Whereupon they said to him: "May it be His will that thou sowest and never reapest; thou shalt bring in but never carry out [Rashi explains that the son understood this as "You should bring in merchandise and never sell it"]; thou shalt give forth but not bring in [the son understood this as "You should sell but not receive payment - Rashi]; thy permanent house shall be waste and thy temporary dwelling shall be inhabited; thy table shall be confused and thou shalt not see a first year."

When he returned to his father, he said: "Not only did they not bless me, but on the contrary they caused me grief with their words!"

"What did they say to you?" asked his father. He recited the above. "All these are blessings!" exclaimed his father:

"Thou shalt sow and not reap" means (allegorically) that you shall bear children and they shall not die.

"Thou shalt bring in and not give forth" means that you will bring in your house wives for sons, and your male children shall not die, so their wives will not need to leave your house.

"Thou shalt give forth and not bring in" means that you shall have daughters and their husbands shall not die, so that they shall not be compelled to return to your house."

"Thy permanent house shall be ruined and thy temporary dwelling shall be inhabited" means that this world is only a temporary dwelling and the world to come is the real house. As it is said [Psalms 49, 12] "Their inward thought is, that their houses are to be forever". Do not read kirbom (their inward) but kivrom (their graves) - [that is, you should be revived immediately through Techias Hameissim - Rashi].

"Thy table shall be confused" - on account of many chldren.

"And thou shalt not see a first year" means that your wife shall not die, so that you shall not be compelled to marry another." [the first year refers to the first year of marriage in which the chosson is compared to a king - Rashi]

The Maharsha suggests that Rabbi Yonosson and Rabbi Yehuda spoke in a riddle in order to test Rabbi Shimon's son's wit. He also says that the son knew that the rabbis meant to bless him, but he was troubled that he could not figure out the riddle. That is why he told his father: "they caused him grief" rather than "they cursed me", for he was confident that the rabbis would only bless him.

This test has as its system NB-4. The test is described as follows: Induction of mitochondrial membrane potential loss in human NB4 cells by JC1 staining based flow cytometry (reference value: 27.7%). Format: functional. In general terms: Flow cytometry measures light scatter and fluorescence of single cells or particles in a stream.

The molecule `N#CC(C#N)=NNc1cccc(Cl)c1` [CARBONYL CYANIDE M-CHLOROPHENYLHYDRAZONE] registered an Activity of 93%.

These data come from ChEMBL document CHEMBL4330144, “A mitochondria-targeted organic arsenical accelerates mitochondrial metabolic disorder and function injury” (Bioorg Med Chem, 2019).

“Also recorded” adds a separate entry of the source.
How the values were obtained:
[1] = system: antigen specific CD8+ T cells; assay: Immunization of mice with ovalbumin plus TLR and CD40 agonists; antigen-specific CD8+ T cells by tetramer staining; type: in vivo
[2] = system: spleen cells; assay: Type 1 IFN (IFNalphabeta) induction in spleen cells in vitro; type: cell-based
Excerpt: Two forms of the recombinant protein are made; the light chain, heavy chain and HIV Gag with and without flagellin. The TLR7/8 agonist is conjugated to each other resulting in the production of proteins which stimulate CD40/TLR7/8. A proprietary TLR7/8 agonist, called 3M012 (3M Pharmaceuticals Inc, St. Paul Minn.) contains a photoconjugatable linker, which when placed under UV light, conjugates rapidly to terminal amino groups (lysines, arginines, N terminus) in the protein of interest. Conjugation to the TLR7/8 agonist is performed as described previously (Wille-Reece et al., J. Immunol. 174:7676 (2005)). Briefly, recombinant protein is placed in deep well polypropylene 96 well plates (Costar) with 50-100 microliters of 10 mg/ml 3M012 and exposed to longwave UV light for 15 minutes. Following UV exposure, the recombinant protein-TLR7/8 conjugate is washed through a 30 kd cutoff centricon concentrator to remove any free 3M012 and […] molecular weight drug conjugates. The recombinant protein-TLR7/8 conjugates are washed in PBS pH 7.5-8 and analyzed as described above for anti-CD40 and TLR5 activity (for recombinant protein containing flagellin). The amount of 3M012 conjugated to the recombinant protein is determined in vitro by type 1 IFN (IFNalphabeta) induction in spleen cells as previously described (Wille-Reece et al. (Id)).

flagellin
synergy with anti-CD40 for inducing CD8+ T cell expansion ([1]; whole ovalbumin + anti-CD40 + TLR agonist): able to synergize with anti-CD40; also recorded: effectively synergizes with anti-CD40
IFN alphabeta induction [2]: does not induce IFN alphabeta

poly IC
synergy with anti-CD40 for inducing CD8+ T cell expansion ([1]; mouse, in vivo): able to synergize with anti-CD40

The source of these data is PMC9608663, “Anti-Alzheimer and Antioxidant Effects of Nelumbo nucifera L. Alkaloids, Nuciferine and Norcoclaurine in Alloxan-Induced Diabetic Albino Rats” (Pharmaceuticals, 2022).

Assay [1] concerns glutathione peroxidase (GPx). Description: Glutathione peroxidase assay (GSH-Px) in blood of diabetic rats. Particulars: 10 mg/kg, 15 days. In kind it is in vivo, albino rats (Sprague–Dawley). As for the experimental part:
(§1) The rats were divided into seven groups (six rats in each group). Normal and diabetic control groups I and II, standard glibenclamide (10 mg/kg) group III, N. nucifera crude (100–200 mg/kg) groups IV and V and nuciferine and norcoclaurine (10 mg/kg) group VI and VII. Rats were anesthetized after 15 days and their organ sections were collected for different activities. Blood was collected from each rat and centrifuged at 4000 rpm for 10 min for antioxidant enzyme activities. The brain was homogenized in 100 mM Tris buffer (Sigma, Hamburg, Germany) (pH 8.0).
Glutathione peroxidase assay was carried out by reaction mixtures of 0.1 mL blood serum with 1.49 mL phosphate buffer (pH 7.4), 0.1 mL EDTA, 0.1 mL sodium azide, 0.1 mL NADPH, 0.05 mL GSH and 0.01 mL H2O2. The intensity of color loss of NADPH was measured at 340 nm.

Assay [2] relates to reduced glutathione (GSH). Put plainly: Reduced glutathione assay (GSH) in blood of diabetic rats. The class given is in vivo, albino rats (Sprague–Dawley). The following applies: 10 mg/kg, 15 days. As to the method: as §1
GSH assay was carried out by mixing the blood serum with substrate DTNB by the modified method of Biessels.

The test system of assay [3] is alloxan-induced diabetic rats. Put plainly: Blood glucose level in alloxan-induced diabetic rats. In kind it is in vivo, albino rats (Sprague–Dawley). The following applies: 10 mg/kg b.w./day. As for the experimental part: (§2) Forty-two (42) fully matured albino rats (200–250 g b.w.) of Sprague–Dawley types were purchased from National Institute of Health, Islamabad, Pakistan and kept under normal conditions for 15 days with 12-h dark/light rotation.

The Rif explains the rabbis' action by suggesting that the rabbis spoke in a riddle knowing that the son would not understand, in order to get the blessing from Rabbi Shimon's mouth, who would surely interpret it as a blessing.

But the Iyun Yaakov asks, how could they have been so sure that Rabbi Shimon would be able to discover the answer to the riddle?

From the Rebbe's Commentaries

The Tzemach Tzedek comments that it makes more sense to interpret the foregoing in a simple way. He explains that because these blessings were so sublime, the rabbis had to conceal them in what appeared to be a curse.

We can understand this in the context of a premise explained in the Tanya (Ch.23): Affliction is really the goodness of the "hidden world"; that's why it manifests itself "like a shade and not as light and revealed goodness". The light is too powerful in its original form and so it must be concealed and "funneled" so that it can be received at a low level. When accepting suffering with joy, one merits that "they who love Him shall be as the sun going forth in its might", which will be in the future to come, when the present sufferings will be seen as visible and manifest goodness just like the uncovered light of the sun.

If, however, these blessings were so high that they had to be disguised, how, then, could Rabbi Shimon bar Yochai interpret them so openly?

There are souls whose task it is to reveal Pnimiyus HaTorah, the hidden inner dimension of the Torah. These souls experience even now an illumination of the future revelations. They are at the level in which they can accept such a sublime light without the need of shade. Therefore, they can recognize the true goodness hidden beneath the veil of the physical world.